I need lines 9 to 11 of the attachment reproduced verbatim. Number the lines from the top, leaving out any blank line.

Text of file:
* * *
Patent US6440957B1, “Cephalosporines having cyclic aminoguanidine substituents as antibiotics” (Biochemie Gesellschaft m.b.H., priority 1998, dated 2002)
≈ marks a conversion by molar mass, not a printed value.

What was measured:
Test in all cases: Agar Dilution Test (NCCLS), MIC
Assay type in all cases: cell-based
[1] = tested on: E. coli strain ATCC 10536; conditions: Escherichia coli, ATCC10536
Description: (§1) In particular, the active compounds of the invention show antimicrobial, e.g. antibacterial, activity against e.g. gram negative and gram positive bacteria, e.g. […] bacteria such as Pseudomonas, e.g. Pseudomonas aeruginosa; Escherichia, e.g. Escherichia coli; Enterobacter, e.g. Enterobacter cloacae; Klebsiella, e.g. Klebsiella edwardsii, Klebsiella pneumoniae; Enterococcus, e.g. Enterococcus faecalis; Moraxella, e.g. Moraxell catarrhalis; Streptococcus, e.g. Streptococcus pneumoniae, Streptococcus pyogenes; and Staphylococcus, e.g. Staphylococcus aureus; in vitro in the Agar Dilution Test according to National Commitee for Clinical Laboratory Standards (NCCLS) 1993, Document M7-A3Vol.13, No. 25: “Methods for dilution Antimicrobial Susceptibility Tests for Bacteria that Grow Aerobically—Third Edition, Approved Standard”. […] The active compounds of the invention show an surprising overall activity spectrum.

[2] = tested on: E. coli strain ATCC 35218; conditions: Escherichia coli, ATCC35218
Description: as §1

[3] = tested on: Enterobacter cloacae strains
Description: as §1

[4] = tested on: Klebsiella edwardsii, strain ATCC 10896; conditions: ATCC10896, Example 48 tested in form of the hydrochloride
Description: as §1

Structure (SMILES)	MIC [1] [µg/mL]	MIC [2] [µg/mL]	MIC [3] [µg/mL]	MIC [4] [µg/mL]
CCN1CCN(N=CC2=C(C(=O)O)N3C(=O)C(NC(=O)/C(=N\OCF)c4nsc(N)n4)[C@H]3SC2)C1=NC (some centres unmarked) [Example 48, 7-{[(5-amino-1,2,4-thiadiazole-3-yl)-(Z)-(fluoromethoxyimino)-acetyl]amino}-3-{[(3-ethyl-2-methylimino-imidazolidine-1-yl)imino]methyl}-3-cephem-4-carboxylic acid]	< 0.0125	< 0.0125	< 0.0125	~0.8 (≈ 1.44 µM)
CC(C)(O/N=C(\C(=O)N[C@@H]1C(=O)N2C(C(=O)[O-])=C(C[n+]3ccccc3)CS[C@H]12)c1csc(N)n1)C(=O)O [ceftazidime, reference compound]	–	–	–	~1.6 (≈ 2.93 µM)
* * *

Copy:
Description: as §1

[3] = tested on: Enterobacter cloacae strains
Description: as §1